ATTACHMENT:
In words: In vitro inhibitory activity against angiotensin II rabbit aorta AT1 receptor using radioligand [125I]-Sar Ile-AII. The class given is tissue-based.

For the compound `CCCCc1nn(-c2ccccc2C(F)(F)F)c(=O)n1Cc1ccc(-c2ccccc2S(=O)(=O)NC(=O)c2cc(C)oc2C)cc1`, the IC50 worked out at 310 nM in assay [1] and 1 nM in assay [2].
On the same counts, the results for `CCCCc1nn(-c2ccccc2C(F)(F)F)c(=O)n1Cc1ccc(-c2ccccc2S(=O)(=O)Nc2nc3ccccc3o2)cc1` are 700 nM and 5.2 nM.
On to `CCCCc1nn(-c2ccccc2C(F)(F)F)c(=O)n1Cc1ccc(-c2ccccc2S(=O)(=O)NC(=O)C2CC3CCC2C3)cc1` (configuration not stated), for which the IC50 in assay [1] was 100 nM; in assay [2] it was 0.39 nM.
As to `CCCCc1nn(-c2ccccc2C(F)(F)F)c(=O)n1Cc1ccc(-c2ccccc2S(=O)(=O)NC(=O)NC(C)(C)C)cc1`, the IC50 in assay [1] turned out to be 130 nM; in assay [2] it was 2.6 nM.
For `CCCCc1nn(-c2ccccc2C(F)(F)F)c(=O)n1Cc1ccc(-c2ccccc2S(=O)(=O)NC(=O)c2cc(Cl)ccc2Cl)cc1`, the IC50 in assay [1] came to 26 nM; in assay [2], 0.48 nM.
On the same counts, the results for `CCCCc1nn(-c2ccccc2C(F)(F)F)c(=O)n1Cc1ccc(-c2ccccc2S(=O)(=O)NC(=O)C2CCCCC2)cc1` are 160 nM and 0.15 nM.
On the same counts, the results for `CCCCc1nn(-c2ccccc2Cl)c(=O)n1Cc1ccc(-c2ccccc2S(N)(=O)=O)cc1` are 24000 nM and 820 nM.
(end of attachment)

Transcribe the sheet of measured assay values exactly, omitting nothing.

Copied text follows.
In words: In vitro inhibitory activity against angiotensin II rabbit aorta AT1 receptor using radioligand [125I]-Sar Ile-AII. The class given is tissue-based.

For the compound `CCCCc1nn(-c2ccccc2C(F)(F)F)c(=O)n1Cc1ccc(-c2ccccc2S(=O)(=O)NC(=O)c2cc(C)oc2C)cc1`, the IC50 worked out at 310 nM in assay [1] and 1 nM in assay [2].
On the same counts, the results for `CCCCc1nn(-c2ccccc2C(F)(F)F)c(=O)n1Cc1ccc(-c2ccccc2S(=O)(=O)Nc2nc3ccccc3o2)cc1` are 700 nM and 5.2 nM.
On to `CCCCc1nn(-c2ccccc2C(F)(F)F)c(=O)n1Cc1ccc(-c2ccccc2S(=O)(=O)NC(=O)C2CC3CCC2C3)cc1` (configuration not stated), for which the IC50 in assay [1] was 100 nM; in assay [2] it was 0.39 nM.
As to `CCCCc1nn(-c2ccccc2C(F)(F)F)c(=O)n1Cc1ccc(-c2ccccc2S(=O)(=O)NC(=O)NC(C)(C)C)cc1`, the IC50 in assay [1] turned out to be 130 nM; in assay [2] it was 2.6 nM.
For `CCCCc1nn(-c2ccccc2C(F)(F)F)c(=O)n1Cc1ccc(-c2ccccc2S(=O)(=O)NC(=O)c2cc(Cl)ccc2Cl)cc1`, the IC50 in assay [1] came to 26 nM; in assay [2], 0.48 nM.
On the same counts, the results for `CCCCc1nn(-c2ccccc2C(F)(F)F)c(=O)n1Cc1ccc(-c2ccccc2S(=O)(=O)NC(=O)C2CCCCC2)cc1` are 160 nM and 0.15 nM.
On the same counts, the results for `CCCCc1nn(-c2ccccc2Cl)c(=O)n1Cc1ccc(-c2ccccc2S(N)(=O)=O)cc1` are 24000 nM and 820 nM.